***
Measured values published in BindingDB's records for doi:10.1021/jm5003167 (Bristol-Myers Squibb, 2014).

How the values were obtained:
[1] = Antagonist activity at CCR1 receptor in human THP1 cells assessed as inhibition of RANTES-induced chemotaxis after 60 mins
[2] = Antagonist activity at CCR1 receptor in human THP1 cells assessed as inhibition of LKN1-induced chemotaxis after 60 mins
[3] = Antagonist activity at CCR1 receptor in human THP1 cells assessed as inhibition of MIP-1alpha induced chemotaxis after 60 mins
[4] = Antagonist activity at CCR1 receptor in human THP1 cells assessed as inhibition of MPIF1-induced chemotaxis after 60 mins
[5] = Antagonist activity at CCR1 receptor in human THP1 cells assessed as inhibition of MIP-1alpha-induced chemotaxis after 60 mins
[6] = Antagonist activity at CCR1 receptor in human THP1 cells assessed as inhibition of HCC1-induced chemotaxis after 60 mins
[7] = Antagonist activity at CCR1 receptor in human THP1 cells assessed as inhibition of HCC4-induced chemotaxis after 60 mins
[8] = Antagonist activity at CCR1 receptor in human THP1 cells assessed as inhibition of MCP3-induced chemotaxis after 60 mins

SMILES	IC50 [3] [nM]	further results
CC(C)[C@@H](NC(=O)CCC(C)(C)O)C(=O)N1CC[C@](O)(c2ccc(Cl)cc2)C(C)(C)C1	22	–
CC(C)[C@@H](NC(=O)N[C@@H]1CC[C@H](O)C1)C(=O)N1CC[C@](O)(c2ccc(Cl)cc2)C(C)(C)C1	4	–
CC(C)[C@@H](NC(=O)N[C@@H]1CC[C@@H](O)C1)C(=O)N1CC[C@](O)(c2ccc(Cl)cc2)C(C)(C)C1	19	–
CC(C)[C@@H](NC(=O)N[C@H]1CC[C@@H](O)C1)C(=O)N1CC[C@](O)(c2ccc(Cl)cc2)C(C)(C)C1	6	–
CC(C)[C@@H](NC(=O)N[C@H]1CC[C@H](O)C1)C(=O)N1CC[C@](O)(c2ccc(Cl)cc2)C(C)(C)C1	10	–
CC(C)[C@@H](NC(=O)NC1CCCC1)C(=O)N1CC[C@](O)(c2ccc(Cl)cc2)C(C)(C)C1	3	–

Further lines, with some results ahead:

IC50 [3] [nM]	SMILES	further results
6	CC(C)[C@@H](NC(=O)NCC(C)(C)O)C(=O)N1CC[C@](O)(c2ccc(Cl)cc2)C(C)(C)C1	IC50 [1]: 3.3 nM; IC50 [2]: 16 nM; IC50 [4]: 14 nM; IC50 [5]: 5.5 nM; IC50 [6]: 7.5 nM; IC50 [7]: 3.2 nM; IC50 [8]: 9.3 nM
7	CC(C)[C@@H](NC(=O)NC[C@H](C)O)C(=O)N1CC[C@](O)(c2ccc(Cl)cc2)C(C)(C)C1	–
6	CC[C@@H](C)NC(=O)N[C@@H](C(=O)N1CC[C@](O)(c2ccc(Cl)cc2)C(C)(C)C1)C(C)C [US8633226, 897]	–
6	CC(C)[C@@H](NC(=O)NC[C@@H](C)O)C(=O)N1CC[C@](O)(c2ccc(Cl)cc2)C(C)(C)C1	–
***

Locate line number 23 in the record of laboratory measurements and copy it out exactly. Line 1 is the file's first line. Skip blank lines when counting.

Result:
6	CC(C)[C@@H](NC(=O)NC[C@@H](C)O)C(=O)N1CC[C@](O)(c2ccc(Cl)cc2)C(C)(C)C1	–